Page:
QE2’s cabins have been stripped of bedding, but all interior fittings remain intact

Once aboard what has become Cunard Line’s ghost ship however, there are startling surprises and revelations of her incredible potential if the various stakeholders in her future had the courage or empathy to care. Much of QE2’s interior remains in exactly the same state it was when she was handed over by Cunard Line seven years ago – from the famous Mauretania model that is a centrepiece of the entrance to the Britannia dining room, to a ‘Stars of the Month’ display board listing the Cunard employees of the month – the last was Tessa Meiring, who was a waitress aboard QE2 until October, 2008. She is one of 12 members of staff and the ship’s crew who remain frozen in time aboard the world’s most famous forgotten ship.


Mauretania remains in place outside the dining room


The Stars of the Month board remains frozen in time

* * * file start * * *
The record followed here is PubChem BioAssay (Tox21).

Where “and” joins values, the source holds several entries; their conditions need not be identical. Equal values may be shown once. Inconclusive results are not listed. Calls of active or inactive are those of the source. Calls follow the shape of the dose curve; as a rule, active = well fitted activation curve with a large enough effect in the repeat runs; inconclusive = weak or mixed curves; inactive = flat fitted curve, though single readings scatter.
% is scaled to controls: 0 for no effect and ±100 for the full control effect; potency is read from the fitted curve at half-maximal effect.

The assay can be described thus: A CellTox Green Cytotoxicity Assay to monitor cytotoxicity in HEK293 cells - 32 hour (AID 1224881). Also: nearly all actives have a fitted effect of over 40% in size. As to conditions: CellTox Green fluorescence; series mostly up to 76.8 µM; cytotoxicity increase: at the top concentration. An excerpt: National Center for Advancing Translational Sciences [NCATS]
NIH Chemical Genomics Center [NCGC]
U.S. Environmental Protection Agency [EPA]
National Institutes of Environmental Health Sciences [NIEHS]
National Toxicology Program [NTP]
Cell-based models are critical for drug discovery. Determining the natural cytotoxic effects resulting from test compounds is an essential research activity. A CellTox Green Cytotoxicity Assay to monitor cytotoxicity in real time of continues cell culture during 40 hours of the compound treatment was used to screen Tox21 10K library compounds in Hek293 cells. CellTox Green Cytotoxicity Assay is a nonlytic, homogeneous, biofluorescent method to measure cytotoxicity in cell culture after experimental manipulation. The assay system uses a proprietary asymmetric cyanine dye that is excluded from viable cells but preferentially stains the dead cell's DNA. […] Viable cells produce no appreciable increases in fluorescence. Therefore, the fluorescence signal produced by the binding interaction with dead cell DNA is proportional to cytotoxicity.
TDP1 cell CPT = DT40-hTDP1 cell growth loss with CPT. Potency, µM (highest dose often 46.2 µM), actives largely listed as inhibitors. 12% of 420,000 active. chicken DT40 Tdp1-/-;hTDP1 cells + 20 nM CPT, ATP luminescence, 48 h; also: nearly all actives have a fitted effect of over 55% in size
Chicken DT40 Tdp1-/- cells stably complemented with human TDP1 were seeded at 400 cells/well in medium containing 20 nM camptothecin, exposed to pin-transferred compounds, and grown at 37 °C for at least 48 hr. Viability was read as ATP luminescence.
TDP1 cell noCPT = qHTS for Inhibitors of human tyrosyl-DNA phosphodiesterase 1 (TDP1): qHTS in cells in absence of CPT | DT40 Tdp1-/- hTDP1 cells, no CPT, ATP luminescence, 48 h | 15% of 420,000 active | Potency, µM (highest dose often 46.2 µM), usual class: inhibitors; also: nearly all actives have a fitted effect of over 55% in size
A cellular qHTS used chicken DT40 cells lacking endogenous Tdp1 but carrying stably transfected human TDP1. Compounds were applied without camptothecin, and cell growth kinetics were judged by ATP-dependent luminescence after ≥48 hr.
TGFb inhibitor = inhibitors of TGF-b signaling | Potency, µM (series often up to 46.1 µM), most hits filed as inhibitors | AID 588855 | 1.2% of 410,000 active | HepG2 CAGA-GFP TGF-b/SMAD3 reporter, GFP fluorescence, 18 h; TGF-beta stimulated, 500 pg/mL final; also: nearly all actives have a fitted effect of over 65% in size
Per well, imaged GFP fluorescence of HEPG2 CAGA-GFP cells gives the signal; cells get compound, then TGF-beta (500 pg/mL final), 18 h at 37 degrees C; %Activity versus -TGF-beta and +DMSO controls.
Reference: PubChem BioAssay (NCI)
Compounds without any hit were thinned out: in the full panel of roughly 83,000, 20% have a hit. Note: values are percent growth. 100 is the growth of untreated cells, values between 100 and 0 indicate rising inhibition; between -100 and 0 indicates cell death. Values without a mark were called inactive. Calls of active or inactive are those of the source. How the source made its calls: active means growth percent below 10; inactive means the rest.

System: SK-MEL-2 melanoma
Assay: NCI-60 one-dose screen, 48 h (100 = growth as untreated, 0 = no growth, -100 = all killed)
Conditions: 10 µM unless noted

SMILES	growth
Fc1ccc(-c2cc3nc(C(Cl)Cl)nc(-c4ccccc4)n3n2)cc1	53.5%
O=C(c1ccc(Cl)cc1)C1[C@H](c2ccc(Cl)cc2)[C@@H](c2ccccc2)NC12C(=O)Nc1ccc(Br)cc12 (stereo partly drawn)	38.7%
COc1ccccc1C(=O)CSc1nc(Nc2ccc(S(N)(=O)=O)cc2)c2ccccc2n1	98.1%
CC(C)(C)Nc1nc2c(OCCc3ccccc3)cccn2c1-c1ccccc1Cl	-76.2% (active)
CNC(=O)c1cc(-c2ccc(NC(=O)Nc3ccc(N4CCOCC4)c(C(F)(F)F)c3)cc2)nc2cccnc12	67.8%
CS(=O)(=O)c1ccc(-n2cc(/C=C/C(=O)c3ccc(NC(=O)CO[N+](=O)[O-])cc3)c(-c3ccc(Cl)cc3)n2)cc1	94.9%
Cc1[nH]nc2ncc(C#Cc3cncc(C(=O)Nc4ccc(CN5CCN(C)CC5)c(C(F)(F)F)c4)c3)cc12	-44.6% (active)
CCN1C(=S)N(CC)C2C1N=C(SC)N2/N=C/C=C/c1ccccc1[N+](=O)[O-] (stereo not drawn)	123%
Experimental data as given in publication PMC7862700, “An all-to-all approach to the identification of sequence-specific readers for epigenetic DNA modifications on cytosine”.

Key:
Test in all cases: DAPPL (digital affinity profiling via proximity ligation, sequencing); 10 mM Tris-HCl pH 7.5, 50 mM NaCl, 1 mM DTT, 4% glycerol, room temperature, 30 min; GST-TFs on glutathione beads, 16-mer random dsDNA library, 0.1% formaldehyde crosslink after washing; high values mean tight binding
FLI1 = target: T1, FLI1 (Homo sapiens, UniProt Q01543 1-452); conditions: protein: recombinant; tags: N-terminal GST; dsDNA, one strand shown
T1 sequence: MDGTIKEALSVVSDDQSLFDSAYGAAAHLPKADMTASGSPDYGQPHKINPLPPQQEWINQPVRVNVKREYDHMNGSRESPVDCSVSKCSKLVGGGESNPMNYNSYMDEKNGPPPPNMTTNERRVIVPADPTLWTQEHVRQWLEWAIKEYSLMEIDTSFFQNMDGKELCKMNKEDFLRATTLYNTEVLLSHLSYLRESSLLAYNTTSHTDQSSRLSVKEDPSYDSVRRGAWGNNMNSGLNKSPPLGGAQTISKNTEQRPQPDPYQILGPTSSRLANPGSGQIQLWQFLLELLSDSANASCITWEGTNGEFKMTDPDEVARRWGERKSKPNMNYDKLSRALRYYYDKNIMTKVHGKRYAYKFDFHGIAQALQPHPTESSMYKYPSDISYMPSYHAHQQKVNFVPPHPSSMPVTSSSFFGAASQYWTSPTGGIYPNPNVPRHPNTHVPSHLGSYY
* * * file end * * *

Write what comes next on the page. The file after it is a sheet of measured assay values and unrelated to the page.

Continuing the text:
Elsewhere, a sign imploring passengers not to dive into the aft deck pool, and another in the medical centre reminding passengers that charges will be added to their shipboard account reinforce the notion that this was a ship whose career was cut short. She had more to give, more experiences and adventures to make possible, before she was left here in a region to which she had little connection and with which there is little cultural resonance among the public. Indeed, Dubai does not care what happens to QE2, because she is old, and Dubai is all about everything that is new.

Passenger signs show how QE2’s career was abruptly cut short

Walking through QE2 then is as painful as it is fascinating. She is a museum of cruise history as well as a modern passenger liner, her interiors, which for the most part remain intact, are testament to this. The popular Golden Lion Pub aft of the ballroom looks as though it has only been closed for the day, while through rays of speckled dust in the starboard walkway of the ballroom, the pastel blues of the passenger chairs and carpet (a hated introduction of her US $18-million 1996 refit) look as though passengers might stroll up at any moment and sit down to order cocktails. Apart from the dust, which covers just about everything, and the stifling heat, she looks like she could go cruising tomorrow. The ballroom remains entirely intact in all its art deco glory and throughout the ship a real effort has been made to spare her many, many hundreds of yards of carpeting.